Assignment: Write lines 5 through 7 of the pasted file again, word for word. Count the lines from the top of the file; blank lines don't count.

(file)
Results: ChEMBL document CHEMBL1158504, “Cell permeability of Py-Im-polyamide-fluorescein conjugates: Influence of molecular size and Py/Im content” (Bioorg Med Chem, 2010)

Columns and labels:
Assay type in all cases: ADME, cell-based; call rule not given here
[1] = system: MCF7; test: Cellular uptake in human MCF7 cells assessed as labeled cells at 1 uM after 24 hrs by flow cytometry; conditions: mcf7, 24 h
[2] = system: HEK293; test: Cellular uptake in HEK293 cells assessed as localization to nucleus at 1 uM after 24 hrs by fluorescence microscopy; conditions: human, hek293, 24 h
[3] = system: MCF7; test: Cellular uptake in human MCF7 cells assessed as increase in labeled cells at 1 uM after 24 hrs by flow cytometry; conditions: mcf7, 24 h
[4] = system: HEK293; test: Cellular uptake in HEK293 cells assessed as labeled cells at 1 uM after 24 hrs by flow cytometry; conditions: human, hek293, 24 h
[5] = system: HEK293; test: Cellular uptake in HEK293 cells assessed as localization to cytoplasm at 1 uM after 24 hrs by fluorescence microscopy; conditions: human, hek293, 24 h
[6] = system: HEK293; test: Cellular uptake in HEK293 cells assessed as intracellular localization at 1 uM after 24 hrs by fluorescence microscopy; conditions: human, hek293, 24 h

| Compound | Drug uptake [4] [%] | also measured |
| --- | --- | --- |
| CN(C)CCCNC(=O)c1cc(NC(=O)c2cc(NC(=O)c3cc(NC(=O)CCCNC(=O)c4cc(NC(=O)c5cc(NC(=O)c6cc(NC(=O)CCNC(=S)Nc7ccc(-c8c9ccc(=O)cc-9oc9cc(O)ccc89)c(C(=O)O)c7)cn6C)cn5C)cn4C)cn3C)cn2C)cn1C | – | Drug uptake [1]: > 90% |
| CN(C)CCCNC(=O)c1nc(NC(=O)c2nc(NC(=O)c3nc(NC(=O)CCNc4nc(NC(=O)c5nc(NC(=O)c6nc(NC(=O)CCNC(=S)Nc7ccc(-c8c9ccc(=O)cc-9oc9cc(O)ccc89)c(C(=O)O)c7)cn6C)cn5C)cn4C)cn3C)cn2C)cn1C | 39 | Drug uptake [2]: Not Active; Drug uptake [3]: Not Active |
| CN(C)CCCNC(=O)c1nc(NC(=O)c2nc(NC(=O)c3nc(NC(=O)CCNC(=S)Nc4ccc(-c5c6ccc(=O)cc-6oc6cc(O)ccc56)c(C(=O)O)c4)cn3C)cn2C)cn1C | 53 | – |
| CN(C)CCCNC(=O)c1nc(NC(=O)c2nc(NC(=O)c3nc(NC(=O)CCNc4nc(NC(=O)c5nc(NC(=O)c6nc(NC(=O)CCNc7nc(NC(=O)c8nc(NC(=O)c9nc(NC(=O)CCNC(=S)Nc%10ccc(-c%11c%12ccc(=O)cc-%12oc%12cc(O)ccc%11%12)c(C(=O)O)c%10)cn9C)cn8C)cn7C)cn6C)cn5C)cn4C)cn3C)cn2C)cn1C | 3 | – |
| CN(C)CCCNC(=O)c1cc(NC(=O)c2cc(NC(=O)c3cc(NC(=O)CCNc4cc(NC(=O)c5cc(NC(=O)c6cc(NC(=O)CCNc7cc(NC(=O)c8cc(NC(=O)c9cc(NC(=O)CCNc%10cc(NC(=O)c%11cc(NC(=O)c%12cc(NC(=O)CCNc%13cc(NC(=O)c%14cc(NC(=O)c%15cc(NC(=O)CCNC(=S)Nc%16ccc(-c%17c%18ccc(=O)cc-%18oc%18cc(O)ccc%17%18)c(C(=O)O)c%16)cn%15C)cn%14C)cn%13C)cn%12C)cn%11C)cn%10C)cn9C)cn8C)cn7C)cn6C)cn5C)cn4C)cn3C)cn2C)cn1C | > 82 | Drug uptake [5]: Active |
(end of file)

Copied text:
[2] = system: HEK293; test: Cellular uptake in HEK293 cells assessed as localization to nucleus at 1 uM after 24 hrs by fluorescence microscopy; conditions: human, hek293, 24 h
[3] = system: MCF7; test: Cellular uptake in human MCF7 cells assessed as increase in labeled cells at 1 uM after 24 hrs by flow cytometry; conditions: mcf7, 24 h
[4] = system: HEK293; test: Cellular uptake in HEK293 cells assessed as labeled cells at 1 uM after 24 hrs by flow cytometry; conditions: human, hek293, 24 h